How To Know If Your Pet Needs A Necropsy (And What's A Necropsy Anyway?)
Have you ever had cause to have your veterinarian undertake a necropsy? Has your veterinarian ever offered one? Maybe you have but you’re still not quite sure what the word "necropsy" means.
"Autopsies" are for humans as "necropsies" are for animals. It’s a procedure we undertake by way of gaining more information on your pet’s disease ... after he’s dead, when we no longer have to tread so delicately.
Perhaps you’re wondering why you would ever want one of these gruesome-sounding procedures for your pet, or why your veterinarian would ever think to ask permission for such a horrific thing.
If you are, you should know that you’re not alone. Religious beliefs and respect for the dead being what they are, there are plenty of legitimate reasons to decline to participate in having your pet opened up post mortem. Never fear, your wishes in this regard will always be respected in veterinary medicine.
And yet there remain many compelling reasons to perform necropsies. Here are the primary reasons why:
- Because we may not know why or how your pet died. While you may shrink from wanting to know the grisly details, it matters to us. After all, the whys and hows of pet death can markedly influence how we treat animals similarly injured and/or diseased. Whether it’s a study you agree to participate in or a simple my-vet-needs-to-learn-so-I’ll-agree type situation, necropsies are important. Moreover, agreeing to a necropsy does not mean you sign on to knowing the results. That’s always your call.
- Because there may be a legal reason to do so. Did your pet have a reaction to a drug? Did his sutures break down? Was the wrong tube tied? Sure, knowing the real reason is important for our medical knowledge too, but sometimes you wonder if your pet may have been poisoned, abused or treated incorrectly.
But it’s not always easy to know when your pet needs a necropsy. Here are some obvious examples:
- When your pet’s been suffering an undiagnosed disease.
- When it’s not clear why he suddenly died.
- When your veterinarian asks for your permission because he/she has a scientific interest in observing the results of the injury or disease process that led to your pet’s death (and you're comfortable with this).
- When there’s a legal reason to do so (Think CSI for pets).
- When public health is at stake, as with an animal suspected of harboring rabies.
And then there are the hows to tackle. This isn’t always so easy. Most of the time I find myself asking for permission from the owners of the deceased. This is a delicate area to tread, and so you know, not a moneymaking proposition. I simply want to investigate the damages for my own personal medical knowledge — not for a fee.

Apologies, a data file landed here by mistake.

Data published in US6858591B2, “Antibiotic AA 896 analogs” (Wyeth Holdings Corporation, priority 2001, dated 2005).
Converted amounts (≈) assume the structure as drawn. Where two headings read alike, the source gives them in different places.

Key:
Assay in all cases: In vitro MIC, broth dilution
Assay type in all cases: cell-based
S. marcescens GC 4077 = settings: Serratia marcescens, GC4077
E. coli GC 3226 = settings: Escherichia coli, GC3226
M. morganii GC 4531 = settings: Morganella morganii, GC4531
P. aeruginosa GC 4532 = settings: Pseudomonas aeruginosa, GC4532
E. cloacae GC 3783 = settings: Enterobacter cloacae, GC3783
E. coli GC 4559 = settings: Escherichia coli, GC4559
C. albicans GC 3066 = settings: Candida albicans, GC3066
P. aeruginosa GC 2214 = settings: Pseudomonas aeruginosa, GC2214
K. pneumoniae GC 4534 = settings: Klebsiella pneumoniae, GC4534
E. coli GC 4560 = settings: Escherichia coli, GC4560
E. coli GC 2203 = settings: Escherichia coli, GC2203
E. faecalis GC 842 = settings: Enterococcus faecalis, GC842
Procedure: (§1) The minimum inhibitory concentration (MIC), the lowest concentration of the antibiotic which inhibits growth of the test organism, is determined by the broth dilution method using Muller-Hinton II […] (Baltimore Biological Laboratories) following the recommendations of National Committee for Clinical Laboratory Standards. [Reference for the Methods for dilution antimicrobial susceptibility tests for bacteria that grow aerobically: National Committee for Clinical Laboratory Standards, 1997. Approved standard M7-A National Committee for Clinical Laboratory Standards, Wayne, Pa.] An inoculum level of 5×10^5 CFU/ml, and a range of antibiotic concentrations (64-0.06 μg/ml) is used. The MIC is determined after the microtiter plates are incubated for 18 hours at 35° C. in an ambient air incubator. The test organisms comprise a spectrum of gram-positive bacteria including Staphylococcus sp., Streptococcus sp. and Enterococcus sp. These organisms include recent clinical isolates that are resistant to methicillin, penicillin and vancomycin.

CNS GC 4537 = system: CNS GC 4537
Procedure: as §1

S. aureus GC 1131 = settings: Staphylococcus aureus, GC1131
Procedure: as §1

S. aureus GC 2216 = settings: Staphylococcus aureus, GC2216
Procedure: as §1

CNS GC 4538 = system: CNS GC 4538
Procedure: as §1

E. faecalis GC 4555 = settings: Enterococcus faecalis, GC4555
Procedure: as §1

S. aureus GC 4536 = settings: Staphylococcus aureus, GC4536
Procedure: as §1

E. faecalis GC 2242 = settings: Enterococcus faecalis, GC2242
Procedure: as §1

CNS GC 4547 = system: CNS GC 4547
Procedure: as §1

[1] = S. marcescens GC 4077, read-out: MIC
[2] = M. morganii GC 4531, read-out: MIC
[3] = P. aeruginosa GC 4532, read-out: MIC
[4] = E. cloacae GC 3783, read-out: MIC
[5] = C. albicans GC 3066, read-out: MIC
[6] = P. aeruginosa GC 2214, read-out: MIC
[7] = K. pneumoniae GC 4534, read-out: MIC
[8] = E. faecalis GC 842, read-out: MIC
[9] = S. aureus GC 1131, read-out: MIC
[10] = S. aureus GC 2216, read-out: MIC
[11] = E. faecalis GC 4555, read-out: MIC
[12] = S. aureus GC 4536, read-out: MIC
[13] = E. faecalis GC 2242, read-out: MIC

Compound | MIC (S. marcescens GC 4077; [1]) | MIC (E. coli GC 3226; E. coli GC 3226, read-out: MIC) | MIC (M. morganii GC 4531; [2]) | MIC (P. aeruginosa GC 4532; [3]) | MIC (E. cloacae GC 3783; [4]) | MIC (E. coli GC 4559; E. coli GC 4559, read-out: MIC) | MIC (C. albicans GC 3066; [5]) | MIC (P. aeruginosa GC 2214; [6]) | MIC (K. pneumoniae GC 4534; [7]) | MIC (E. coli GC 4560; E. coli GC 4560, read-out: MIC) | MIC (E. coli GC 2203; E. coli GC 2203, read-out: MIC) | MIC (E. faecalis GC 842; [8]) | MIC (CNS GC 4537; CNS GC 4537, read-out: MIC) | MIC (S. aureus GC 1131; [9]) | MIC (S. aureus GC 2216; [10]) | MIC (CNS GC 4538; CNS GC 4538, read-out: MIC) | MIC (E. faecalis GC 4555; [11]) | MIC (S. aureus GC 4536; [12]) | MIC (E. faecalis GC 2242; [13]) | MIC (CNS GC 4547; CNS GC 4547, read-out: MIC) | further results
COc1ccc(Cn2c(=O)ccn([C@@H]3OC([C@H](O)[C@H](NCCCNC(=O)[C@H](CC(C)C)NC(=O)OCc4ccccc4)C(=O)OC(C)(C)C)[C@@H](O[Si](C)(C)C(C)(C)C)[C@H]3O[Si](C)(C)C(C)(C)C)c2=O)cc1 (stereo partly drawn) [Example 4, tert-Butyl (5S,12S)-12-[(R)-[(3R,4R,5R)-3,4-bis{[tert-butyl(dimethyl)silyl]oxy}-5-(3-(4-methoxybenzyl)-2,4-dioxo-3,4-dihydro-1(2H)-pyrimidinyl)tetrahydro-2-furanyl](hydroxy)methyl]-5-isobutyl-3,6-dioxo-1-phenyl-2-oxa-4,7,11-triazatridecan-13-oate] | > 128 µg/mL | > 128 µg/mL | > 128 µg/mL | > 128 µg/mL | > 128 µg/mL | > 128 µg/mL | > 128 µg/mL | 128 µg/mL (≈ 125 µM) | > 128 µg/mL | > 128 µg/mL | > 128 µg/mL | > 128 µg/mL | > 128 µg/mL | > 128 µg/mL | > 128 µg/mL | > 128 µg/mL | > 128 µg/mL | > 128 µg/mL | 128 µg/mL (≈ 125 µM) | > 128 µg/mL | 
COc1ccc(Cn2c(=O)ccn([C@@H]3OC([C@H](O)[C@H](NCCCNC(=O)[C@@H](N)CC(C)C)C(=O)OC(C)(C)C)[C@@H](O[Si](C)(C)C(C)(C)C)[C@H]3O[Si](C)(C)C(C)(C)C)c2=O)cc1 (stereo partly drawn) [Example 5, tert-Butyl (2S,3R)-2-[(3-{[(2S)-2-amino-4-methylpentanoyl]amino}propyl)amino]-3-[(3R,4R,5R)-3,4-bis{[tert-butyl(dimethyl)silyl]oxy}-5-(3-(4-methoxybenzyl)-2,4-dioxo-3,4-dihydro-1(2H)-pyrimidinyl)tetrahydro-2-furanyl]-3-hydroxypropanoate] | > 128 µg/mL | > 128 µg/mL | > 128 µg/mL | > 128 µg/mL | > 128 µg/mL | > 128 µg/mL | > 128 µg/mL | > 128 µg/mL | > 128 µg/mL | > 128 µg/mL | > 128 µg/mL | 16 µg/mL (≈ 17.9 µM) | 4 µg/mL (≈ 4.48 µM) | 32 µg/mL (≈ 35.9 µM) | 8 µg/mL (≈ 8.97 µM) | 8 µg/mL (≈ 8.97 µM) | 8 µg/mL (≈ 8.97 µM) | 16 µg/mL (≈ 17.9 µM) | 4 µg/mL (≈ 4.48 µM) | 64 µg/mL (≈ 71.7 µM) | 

But from an owner’s point of view, these are the issues you need to know should you specifically choose to have a necropsy performed:
- If your veterinarian doesn’t offer, it’s usually because necropsies can be expensive to perform. It doesn’t mean we don’t care and therefore choose not to spend the money, it’s most often because we are comfortable with our knowledge of X disease or injury and we’re confident that an examination of the post-mortem details won’t shed much light on the situation.
- Therefore, you may have to ask for a necropsy. Again, most veterinarians won’t automatically offer one.
- If you do have to ask, you may find that your veterinarian will charge you a fee.
- Necropsies can be expensive, especially if there’s a legal issue involved. In these cases, it’s not that we’re protecting our colleagues or your pet-abusing neighbors, it’s simply that we’re aware that to perform a "forensic" necropsy requires that we take many tissue samples for toxicology and histopathology, or that we refer your pet’s remains to a board-certified veterinary pathologist (I prefer the latter option if there’s a legal matter at hand). Expect to pay $100 to over $1,000, the price depending on who’s undertaking the procedure and how many laboratory tests will be run.
- Sometimes when you sign a statement authorizing your veterinarian to perform a euthanasia, you’re also agreeing to a necropsy. If you specifically don’t want one, please read the fine print when you sign anything at the time of your pet’s death.
- It may be that the decision to necropsy or not is out of our hands completely. This is rarely the case, but it can happen when a matter of public health is at hand, as when a seizuring stray cat bites a child.
Just remember, necropsies are important. If your veterinarian asks your permission, we’ll understand if you refuse. But also know that we have much more on our minds in these cases than the desecration of your pet’s remains. We may not always ask in the most diplomatic way possible, but please be aware, we do have the betterment of animal medicine in mind when we do so.
Dr. Patty Khuly